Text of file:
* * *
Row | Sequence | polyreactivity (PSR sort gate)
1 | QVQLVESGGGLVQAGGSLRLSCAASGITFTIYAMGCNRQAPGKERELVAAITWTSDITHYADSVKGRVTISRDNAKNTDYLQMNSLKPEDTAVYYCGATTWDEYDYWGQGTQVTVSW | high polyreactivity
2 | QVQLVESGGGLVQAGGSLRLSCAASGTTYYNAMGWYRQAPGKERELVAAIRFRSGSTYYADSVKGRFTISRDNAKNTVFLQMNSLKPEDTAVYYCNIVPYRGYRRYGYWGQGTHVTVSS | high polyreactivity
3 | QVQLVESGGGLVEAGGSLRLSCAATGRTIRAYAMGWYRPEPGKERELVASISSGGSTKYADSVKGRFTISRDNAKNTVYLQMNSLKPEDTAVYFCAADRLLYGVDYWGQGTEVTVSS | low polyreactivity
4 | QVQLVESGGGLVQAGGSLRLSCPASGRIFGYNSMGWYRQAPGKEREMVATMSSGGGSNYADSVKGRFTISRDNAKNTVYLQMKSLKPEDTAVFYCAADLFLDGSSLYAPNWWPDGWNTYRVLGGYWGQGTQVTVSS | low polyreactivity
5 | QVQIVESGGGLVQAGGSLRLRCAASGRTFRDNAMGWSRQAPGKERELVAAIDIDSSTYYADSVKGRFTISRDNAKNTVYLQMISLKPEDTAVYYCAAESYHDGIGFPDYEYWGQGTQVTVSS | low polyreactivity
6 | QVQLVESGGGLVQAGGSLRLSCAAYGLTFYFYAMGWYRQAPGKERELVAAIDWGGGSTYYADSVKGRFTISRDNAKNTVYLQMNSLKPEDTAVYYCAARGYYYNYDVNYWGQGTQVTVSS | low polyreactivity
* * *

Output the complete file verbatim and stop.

Row | Sequence | polyreactivity (PSR sort gate)
1 | QVQLVESGGGLVQAGGSLRLSCAASGITFTIYAMGCNRQAPGKERELVAAITWTSDITHYADSVKGRVTISRDNAKNTDYLQMNSLKPEDTAVYYCGATTWDEYDYWGQGTQVTVSW | high polyreactivity
2 | QVQLVESGGGLVQAGGSLRLSCAASGTTYYNAMGWYRQAPGKERELVAAIRFRSGSTYYADSVKGRFTISRDNAKNTVFLQMNSLKPEDTAVYYCNIVPYRGYRRYGYWGQGTHVTVSS | high polyreactivity
3 | QVQLVESGGGLVEAGGSLRLSCAATGRTIRAYAMGWYRPEPGKERELVASISSGGSTKYADSVKGRFTISRDNAKNTVYLQMNSLKPEDTAVYFCAADRLLYGVDYWGQGTEVTVSS | low polyreactivity
4 | QVQLVESGGGLVQAGGSLRLSCPASGRIFGYNSMGWYRQAPGKEREMVATMSSGGGSNYADSVKGRFTISRDNAKNTVYLQMKSLKPEDTAVFYCAADLFLDGSSLYAPNWWPDGWNTYRVLGGYWGQGTQVTVSS | low polyreactivity
5 | QVQIVESGGGLVQAGGSLRLRCAASGRTFRDNAMGWSRQAPGKERELVAAIDIDSSTYYADSVKGRFTISRDNAKNTVYLQMISLKPEDTAVYYCAAESYHDGIGFPDYEYWGQGTQVTVSS | low polyreactivity
6 | QVQLVESGGGLVQAGGSLRLSCAAYGLTFYFYAMGWYRQAPGKERELVAAIDWGGGSTYYADSVKGRFTISRDNAKNTVYLQMNSLKPEDTAVYYCAARGYYYNYDVNYWGQGTQVTVSS | low polyreactivity